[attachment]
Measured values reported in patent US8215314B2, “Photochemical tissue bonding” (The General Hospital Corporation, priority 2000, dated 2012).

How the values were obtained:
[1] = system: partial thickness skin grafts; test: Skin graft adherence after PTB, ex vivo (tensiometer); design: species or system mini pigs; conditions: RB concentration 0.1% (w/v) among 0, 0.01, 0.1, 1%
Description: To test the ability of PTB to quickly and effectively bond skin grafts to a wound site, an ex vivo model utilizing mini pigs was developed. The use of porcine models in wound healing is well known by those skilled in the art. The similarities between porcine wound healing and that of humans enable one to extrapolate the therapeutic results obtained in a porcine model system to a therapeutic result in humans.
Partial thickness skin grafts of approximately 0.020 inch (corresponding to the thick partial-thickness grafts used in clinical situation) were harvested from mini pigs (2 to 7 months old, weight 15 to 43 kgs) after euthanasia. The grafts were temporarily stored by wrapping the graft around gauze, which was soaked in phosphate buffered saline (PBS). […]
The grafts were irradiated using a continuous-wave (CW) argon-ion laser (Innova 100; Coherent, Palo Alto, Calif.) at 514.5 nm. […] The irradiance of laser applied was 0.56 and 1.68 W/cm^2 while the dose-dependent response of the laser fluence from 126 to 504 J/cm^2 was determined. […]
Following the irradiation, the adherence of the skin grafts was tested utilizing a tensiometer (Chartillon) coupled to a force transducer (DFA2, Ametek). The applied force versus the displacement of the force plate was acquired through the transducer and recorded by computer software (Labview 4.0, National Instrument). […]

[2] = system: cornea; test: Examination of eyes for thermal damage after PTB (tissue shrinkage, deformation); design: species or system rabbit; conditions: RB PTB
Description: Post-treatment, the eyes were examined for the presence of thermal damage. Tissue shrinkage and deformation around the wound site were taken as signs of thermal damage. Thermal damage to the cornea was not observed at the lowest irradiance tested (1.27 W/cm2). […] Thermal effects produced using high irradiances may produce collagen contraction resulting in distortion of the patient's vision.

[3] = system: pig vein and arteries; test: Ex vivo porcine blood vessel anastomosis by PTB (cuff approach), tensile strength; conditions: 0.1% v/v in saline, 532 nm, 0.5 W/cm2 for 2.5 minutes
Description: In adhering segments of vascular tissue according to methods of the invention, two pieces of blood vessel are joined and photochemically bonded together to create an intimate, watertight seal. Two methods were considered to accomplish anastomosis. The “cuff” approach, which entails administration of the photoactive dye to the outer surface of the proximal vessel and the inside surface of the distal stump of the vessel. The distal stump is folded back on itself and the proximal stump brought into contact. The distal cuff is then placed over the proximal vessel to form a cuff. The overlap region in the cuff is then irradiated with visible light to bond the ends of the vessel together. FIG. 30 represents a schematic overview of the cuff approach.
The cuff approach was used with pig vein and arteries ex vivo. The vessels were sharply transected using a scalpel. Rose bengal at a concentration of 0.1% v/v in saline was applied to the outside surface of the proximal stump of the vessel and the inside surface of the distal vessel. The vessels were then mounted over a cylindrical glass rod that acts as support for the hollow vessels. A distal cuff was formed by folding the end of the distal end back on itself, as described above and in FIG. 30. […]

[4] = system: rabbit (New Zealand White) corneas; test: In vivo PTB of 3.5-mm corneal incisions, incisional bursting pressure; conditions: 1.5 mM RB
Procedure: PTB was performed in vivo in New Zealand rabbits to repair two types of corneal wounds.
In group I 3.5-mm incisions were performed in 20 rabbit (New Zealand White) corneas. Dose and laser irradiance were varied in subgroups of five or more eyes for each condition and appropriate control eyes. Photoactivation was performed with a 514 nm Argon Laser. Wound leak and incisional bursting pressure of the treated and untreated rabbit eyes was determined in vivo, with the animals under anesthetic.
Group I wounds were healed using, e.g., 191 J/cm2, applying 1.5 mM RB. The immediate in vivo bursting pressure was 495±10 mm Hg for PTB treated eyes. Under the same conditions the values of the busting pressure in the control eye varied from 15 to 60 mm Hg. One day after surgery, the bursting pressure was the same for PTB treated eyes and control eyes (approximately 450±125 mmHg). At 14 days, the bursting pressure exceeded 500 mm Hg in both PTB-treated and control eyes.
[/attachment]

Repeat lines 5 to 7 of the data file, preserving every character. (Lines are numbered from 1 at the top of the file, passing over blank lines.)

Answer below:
Partial thickness skin grafts of approximately 0.020 inch (corresponding to the thick partial-thickness grafts used in clinical situation) were harvested from mini pigs (2 to 7 months old, weight 15 to 43 kgs) after euthanasia. The grafts were temporarily stored by wrapping the graft around gauze, which was soaked in phosphate buffered saline (PBS). […]
The grafts were irradiated using a continuous-wave (CW) argon-ion laser (Innova 100; Coherent, Palo Alto, Calif.) at 514.5 nm. […] The irradiance of laser applied was 0.56 and 1.68 W/cm^2 while the dose-dependent response of the laser fluence from 126 to 504 J/cm^2 was determined. […]
Following the irradiation, the adherence of the skin grafts was tested utilizing a tensiometer (Chartillon) coupled to a force transducer (DFA2, Ametek). The applied force versus the displacement of the force plate was acquired through the transducer and recorded by computer software (Labview 4.0, National Instrument). […]